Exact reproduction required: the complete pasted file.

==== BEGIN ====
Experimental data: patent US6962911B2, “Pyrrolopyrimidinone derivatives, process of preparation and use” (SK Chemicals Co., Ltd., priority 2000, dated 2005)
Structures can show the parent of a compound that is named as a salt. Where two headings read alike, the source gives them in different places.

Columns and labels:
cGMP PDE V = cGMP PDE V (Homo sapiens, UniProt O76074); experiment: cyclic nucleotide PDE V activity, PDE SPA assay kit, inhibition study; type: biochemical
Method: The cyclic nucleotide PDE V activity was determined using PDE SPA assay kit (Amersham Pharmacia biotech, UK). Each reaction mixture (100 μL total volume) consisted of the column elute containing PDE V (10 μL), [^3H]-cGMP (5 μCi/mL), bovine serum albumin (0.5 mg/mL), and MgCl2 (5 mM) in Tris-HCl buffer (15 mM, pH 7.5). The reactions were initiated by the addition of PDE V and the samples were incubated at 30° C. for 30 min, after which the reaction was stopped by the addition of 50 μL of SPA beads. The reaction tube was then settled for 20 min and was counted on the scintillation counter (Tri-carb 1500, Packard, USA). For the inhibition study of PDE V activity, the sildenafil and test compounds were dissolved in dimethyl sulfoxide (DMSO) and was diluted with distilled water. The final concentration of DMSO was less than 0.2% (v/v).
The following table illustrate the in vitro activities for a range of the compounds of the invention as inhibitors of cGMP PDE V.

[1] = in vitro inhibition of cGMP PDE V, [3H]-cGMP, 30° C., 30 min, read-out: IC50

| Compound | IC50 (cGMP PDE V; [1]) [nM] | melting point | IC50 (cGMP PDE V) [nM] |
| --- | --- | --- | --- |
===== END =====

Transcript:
Experimental data: patent US6962911B2, “Pyrrolopyrimidinone derivatives, process of preparation and use” (SK Chemicals Co., Ltd., priority 2000, dated 2005)
Structures can show the parent of a compound that is named as a salt. Where two headings read alike, the source gives them in different places.

Columns and labels:
cGMP PDE V = cGMP PDE V (Homo sapiens, UniProt O76074); experiment: cyclic nucleotide PDE V activity, PDE SPA assay kit, inhibition study; type: biochemical
Method: The cyclic nucleotide PDE V activity was determined using PDE SPA assay kit (Amersham Pharmacia biotech, UK). Each reaction mixture (100 μL total volume) consisted of the column elute containing PDE V (10 μL), [^3H]-cGMP (5 μCi/mL), bovine serum albumin (0.5 mg/mL), and MgCl2 (5 mM) in Tris-HCl buffer (15 mM, pH 7.5). The reactions were initiated by the addition of PDE V and the samples were incubated at 30° C. for 30 min, after which the reaction was stopped by the addition of 50 μL of SPA beads. The reaction tube was then settled for 20 min and was counted on the scintillation counter (Tri-carb 1500, Packard, USA). For the inhibition study of PDE V activity, the sildenafil and test compounds were dissolved in dimethyl sulfoxide (DMSO) and was diluted with distilled water. The final concentration of DMSO was less than 0.2% (v/v).
The following table illustrate the in vitro activities for a range of the compounds of the invention as inhibitors of cGMP PDE V.

[1] = in vitro inhibition of cGMP PDE V, [3H]-cGMP, 30° C., 30 min, read-out: IC50

| Compound | IC50 (cGMP PDE V; [1]) [nM] | melting point | IC50 (cGMP PDE V) [nM] |
| --- | --- | --- | --- |